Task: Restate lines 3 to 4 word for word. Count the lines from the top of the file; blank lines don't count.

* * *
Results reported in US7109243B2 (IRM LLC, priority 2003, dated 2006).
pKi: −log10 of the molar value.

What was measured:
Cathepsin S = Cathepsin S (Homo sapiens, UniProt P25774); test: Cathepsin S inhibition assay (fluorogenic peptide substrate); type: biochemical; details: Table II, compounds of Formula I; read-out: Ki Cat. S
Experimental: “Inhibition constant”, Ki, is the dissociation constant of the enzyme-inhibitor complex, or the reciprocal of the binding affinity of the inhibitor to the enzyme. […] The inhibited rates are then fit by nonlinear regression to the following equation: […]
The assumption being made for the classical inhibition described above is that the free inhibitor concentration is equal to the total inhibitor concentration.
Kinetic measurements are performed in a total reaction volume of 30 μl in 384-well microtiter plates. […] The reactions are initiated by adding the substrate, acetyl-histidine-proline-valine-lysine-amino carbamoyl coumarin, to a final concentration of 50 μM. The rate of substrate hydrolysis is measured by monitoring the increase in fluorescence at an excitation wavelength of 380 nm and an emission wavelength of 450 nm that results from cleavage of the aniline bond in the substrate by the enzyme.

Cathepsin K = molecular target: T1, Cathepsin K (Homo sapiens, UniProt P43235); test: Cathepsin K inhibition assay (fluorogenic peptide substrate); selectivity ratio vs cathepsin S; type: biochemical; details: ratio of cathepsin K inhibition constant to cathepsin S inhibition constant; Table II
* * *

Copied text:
What was measured:
Cathepsin S = Cathepsin S (Homo sapiens, UniProt P25774); test: Cathepsin S inhibition assay (fluorogenic peptide substrate); type: biochemical; details: Table II, compounds of Formula I; read-out: Ki Cat. S